1878: Following the erection of the plant Bernát Neumann had Bavarian, and Saxon glassmakers relocate to Ajka.

1879: A report by the Chamber, the contemporary equivalent of the Ministry of Finance finds: ‘[the factory] manufactures concave glass, and cylinder glass’

1891: The Kossuth company acquired the plant, and exports went all the way to the United States of North America, East India, and Germany.

1914: Production stopped due to shortage of labour.

1916: Plant re-started operating one furnace.

1945: Plant stopped again due to blocked raw material supplies, and re-started within a year.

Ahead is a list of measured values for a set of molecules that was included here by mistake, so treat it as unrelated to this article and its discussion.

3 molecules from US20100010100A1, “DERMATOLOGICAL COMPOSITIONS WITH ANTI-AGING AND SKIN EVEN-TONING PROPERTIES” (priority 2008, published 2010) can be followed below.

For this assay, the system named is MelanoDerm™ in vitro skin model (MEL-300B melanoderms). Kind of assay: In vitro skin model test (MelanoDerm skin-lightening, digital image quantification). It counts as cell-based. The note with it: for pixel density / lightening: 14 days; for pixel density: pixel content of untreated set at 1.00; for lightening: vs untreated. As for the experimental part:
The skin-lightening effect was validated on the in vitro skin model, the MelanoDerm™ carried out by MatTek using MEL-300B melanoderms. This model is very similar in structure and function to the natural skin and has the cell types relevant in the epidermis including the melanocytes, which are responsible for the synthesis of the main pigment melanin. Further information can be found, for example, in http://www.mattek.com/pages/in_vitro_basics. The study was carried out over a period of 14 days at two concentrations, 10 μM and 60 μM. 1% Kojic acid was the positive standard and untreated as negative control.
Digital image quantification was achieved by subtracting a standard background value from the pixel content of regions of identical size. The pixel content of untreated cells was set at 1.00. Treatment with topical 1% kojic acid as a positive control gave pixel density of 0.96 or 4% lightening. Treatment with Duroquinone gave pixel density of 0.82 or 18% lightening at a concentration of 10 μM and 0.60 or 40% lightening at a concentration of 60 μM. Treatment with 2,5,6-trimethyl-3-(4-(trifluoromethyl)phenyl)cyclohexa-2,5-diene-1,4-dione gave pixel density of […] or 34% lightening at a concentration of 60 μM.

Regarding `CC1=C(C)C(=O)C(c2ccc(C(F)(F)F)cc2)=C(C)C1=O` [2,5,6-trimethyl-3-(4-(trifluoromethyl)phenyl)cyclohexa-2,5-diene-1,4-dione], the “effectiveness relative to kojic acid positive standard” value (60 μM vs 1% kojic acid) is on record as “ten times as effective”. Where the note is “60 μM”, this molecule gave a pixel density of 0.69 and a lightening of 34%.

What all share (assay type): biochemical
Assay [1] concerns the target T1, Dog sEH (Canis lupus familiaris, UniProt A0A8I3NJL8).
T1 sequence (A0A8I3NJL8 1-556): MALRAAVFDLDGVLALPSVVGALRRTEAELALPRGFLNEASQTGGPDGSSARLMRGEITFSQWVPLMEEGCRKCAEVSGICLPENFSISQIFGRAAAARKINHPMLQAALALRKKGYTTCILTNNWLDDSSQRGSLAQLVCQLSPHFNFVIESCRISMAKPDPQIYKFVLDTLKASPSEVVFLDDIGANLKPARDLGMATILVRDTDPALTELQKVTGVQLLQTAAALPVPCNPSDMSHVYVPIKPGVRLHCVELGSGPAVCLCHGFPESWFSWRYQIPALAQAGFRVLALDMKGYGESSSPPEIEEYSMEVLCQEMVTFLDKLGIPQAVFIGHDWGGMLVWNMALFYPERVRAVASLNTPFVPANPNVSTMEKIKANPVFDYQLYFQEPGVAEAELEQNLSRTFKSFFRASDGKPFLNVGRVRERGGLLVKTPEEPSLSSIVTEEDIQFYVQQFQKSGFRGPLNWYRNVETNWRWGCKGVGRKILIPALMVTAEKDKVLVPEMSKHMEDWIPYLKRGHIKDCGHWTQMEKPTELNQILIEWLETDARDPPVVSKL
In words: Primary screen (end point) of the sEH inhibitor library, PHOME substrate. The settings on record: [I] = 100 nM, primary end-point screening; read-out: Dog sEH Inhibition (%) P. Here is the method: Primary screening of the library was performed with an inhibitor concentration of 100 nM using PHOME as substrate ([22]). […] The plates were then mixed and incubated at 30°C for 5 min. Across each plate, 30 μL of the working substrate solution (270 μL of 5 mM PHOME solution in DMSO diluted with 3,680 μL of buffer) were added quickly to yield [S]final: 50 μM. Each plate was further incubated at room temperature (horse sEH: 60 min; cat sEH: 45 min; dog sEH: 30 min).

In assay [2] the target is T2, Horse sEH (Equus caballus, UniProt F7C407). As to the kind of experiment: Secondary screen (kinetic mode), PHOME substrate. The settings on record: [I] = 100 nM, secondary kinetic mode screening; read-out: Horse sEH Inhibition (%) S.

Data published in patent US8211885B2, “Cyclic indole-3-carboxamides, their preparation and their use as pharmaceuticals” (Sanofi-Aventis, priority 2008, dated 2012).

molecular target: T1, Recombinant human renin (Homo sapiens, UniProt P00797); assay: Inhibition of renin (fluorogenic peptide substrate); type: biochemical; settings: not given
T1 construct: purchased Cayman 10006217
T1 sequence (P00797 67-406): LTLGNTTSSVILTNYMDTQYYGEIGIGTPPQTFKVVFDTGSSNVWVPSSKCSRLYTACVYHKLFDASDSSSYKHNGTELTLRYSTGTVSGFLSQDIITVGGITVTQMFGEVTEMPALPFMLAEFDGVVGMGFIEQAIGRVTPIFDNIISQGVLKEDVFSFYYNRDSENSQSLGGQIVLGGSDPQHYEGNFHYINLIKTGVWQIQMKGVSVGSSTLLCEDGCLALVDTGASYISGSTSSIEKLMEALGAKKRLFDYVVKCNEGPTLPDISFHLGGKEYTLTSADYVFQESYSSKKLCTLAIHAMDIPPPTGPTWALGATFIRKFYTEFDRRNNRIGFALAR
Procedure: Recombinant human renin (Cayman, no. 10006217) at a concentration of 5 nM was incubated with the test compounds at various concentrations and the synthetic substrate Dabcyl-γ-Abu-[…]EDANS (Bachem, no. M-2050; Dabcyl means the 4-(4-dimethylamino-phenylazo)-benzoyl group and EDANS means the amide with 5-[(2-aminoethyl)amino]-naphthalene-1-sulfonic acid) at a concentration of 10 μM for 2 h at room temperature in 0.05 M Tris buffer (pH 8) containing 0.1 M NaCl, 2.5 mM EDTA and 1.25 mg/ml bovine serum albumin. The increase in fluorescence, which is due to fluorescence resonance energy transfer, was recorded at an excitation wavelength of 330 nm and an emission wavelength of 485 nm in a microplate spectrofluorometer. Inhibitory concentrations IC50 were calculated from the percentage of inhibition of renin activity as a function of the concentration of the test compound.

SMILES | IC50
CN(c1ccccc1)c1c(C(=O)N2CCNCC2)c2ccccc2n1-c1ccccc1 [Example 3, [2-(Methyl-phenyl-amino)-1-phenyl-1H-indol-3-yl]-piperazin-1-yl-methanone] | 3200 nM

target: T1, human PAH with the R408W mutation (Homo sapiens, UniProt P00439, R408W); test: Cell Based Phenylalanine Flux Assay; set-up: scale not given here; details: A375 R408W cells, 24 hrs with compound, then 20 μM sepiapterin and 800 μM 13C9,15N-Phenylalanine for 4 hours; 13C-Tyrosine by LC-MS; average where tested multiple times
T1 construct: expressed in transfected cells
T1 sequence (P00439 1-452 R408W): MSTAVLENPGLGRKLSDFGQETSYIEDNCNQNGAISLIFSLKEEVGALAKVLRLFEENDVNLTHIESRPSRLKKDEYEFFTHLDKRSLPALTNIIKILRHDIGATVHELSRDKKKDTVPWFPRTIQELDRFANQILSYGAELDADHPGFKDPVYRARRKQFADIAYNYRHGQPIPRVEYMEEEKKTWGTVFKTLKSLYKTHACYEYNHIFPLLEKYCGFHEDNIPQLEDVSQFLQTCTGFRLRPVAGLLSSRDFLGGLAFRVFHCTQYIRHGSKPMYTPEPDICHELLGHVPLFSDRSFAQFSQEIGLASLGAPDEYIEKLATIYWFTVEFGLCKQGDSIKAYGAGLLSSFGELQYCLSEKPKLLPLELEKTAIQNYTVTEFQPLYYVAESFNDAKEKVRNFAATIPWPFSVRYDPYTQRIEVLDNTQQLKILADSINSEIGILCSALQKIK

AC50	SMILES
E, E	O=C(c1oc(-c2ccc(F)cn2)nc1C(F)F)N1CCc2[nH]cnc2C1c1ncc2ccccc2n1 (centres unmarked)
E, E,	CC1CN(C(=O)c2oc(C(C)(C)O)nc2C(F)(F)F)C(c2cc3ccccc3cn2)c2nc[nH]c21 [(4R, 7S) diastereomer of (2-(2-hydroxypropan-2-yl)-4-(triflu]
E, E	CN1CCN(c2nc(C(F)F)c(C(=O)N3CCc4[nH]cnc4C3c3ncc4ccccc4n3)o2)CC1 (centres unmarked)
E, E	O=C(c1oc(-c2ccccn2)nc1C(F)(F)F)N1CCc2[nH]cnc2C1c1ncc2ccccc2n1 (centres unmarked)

1948: Plant nationalised, employing 409 workers at the time.

1960s and 70s: Lead crystal production started, and new production halls were built. Firing technology upgraded from producer gas to natural gas, and pottery kilns were replaced by tank furnaces featuring continuous melting.

1990: It was a period when production ratcheted up, and technical development sky rocketed. The company introduced electric glass melting ensuring environmentally friendly, and quality glass, manual glass paining, and the manufacturing of products with combined colours.

The 2nd production site was completed in Ajkacsinger to produce forest glass.

Ajka Crystal became part of the FOTEX group.

1991: The porcelain painting shop of high artistic standards opened its doors.